It was about 12 years ago, on a day so stormy you could barely see a meter ahead of yourself through the thick and driving snow, that I carried my son (then almost 2) across town to a doctor's appointment. I didn't drive, and was used to traveling this way. It was always a challenge though- I could only carry so much, and for every trip I'd have to gauge the distance and figure out how much of it my son could walk, how much I'd have to carry him, and how much else I'd be able to carry with everything when it was all added up. Pretty interesting math. The equation was all the more interesting after our stroller was stolen when he was still just an infant.
On this particular day I'd decided I wouldn't be able to carry anything additional at all.

I had bundled my son in layers and his snowsuit. I remember so vividly how poorly that snowsuit fit- his little legs peeked out beneath the bottom before his boots came up to meet it. I'd alternate clasping his exposed leg with the hand on the arm I wasn't carrying him with, until we'd been walking long enough that he was so heavy I had to use both arms to support him. His poor little legs.

By the time we got to the doctor's office we were both freezing, and exhausted. I felt (and I'm sure looked) like I'd been through the ringer. I peeled off the snowsuit and my son sat on my lap, warming up and waiting for the doctor. We weren't waiting long when I felt a warm wetness seeping into my lap, and realized that my son's diaper was soaked and pooling there. I just sat, not really knowing what to do. I had no diapers, nothing with me. I knew there was a pharmacy in the building that would have diapers, but I had no money, I couldn't buy anything. I wondered if they would have a diaper at the office that I could borrow, but sat growing ashamed of myself thinking about having to explain why my son was in a soaking wet diaper, why I didn't have a diaper bag with me, and why I didn't have any money to buy any diapers for him. When we were called in I asked- meekly, and full of shame- if the nurse might be able to find me a diaper for my son. I don't remember what that exchange was like, but I remember clearly the rest of that appointment. When the doctor came and started to ask questions about how my son was doing, I broke down into tears. I couldn't really talk much. I just cried. I couldn't stop.

I left my son's appointment with a prescription for Zoloft.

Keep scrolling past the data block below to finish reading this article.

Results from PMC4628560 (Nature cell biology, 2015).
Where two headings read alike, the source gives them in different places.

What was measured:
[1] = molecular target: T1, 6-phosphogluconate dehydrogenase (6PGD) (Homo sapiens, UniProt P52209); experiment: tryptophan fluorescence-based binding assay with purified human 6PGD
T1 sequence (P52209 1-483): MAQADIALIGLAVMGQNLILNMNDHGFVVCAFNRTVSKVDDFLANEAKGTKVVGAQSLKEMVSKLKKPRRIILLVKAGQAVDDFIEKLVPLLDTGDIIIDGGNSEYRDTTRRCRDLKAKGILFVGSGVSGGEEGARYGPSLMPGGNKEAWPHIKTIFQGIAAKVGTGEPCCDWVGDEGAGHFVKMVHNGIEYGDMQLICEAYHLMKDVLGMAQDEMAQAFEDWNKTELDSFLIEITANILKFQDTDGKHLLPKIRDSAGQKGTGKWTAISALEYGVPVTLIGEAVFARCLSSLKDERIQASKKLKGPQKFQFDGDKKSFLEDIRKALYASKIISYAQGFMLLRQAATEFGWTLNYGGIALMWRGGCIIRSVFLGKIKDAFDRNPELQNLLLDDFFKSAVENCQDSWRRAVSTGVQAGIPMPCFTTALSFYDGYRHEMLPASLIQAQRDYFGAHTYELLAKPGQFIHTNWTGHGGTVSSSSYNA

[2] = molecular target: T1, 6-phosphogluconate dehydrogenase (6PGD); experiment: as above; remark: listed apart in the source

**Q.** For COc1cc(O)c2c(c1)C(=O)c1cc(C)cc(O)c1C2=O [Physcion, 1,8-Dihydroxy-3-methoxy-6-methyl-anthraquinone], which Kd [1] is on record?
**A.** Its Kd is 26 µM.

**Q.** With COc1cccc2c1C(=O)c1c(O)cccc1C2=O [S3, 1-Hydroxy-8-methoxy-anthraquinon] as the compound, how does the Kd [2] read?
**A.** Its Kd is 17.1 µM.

And I tried it too. I tried it for a while and wondered why it didn't seem to make anything any different at all. The holes in our apartment walls weren't gone. There wasn't any more money. I wasn't a better mother. My son's father didn't stop calling me stupid, or crazy, or whore. In fact, taking the medication had the effect of giving him some smug satisfaction of having it confirmed by a medical professional: I was crazy.

There was a chunk of my life that I spent in circumstances that made me want to cry... a lot. I felt miserable, like I had no real value, and alone. Each negative thing seemed to compound and amplify other negative things, so that I couldn't get a good handle on positive and healthy things after a while.

Although I've moved well beyond that space in my life, I can't profess to have figured out the answers. I know what my experience was like, and I know how I've made it better:

For me, applying to university nearly a decade ago was the beginning of a movement towards positive things (which also compound and amplify by the way). It was saying in a huge way: I want to have something better for myself, and for my family. I'm going get it through education.

Severing toxic connections and building up boundaries that protect my worth (and my families worth) have been an essential part of that movement too. This is extremely difficult if people close to you and that you love are making choices that continually impact you in a negative way, or that hold you to a bad place.

Taking a chance and talking to people was excruciatingly difficult at first, but I started with one person I knew in my heart I could trust, and went from there. Acknowledging, out loud, the things that I was ashamed of helped me to see them in their proper size. It also helped me to accept everything that comprises who I am, and helped me to form stronger, deeper connections to people I love dearly, and who dearly love me.

Medication was not an effective part of my process, in part because I don't suffer from clinical depression. I have suffered from depressing circumstances, but that's something no drug could address. I wonder sometimes how many people out there are living with being medicated for their circumstances...

If you've dealt with depression (clinical or otherwise), know someone who has, or just plain have an opinion I'd welcome you post your comments here, or on the Fresh Endeavours facebook page. Let me know:

Is medication an effective way to deal with depression? 
What can we do other than medicate?